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For the Tor network to properly work, the list of Tor relays always needs to be public, which also allows oppressive countries to block the relays any time they wish. These PTs connect to special relays, called PT bridges, which send the Tor traffic to its destination. The Tor Project is asking the community for help, requesting users to host PT bridges as well, not only regular Tor relays.

After helping the Debian Project move operations to the Dark Web, the Tor Project is now highlighting a hidden feature of the Tor Browser that allows users from certain countries to access the Tor network, even if that state is actively blocking access to the Tor relays themselves.

Countries such as China, Iran, Kazakhstan, Uzbekistan, and others use state-level ISP blocks to prevent Tor Browsers from connecting to Tor relays, the entry point to the Tor network.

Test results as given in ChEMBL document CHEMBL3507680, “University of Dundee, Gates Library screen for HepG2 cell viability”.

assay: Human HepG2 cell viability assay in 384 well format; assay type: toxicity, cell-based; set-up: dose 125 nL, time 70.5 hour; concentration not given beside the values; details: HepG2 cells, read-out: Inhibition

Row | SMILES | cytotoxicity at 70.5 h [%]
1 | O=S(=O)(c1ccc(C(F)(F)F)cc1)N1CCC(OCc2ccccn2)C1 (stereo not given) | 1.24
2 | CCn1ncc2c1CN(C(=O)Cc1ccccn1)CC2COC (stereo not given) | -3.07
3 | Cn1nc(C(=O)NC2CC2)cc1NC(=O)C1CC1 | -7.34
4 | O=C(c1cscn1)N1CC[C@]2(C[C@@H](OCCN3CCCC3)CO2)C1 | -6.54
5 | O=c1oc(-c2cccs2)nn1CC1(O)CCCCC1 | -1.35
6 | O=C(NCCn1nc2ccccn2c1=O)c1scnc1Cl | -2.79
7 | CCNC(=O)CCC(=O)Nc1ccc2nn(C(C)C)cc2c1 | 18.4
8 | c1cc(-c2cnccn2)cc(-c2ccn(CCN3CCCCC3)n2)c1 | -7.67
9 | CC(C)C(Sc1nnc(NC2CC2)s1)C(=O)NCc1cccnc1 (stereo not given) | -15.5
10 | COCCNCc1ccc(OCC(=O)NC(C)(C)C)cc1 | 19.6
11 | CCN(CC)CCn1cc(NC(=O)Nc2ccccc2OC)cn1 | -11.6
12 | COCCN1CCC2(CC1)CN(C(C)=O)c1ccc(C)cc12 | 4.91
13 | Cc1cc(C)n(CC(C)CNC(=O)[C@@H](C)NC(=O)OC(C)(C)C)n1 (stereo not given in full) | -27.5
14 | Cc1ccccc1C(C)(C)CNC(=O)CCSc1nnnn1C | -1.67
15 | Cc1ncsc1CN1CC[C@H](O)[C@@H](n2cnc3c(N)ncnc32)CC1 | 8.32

The thinking is that if users can’t connect to Tor, they can’t use Tor to sidestep state-level firewalls and won’t have the means to access “sensitive” content, censored by a country’s ruling regime.

For the Tor network to properly work, the list of Tor relays always needs to be public, which also allows oppressive countries to block the relays any time they wish.


Since the practice of state-level Internet censorship has been gaining ground, the Tor Project has published a blog post today, revealing a hidden feature that’s been available in the Tor Browser for years.

Called Pluggable Transports (PT), these are special tools inside the Tor Browser package that take regular Web traffic and disguise it as innocuous protocols, where authorities rarely look.

These PTs connect to special relays, called PT bridges, which send the Tor traffic to its destination. The Tor Project is asking the community for help, requesting users to host PT bridges as well, not only regular Tor relays.

Currently, the Tor Browser supports four PT types and is working on adding three more.